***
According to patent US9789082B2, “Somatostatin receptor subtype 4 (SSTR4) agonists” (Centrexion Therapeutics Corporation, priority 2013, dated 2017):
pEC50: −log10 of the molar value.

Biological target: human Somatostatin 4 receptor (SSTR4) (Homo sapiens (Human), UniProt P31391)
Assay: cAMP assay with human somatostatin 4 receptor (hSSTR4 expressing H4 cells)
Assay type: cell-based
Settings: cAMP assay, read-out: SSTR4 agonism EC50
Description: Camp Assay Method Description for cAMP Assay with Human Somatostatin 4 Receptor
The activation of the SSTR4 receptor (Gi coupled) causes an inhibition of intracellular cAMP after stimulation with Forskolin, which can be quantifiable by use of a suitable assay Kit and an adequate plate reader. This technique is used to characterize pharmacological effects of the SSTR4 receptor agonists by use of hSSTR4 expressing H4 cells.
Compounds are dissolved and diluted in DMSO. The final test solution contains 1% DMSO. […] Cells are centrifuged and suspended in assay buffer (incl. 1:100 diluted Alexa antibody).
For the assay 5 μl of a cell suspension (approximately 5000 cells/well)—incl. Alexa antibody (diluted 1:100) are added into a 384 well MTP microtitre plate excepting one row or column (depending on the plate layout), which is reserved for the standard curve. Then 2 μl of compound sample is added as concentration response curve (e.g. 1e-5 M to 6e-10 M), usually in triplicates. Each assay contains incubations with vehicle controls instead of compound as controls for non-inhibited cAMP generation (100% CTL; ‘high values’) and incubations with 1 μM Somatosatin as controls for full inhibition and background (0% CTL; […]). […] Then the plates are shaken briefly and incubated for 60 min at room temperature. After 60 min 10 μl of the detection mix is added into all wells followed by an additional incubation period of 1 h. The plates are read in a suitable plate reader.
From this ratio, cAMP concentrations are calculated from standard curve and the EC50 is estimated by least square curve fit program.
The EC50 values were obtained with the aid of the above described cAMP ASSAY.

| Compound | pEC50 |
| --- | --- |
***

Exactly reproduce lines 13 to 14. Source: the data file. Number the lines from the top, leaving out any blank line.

| Compound | pEC50 |
| --- | --- |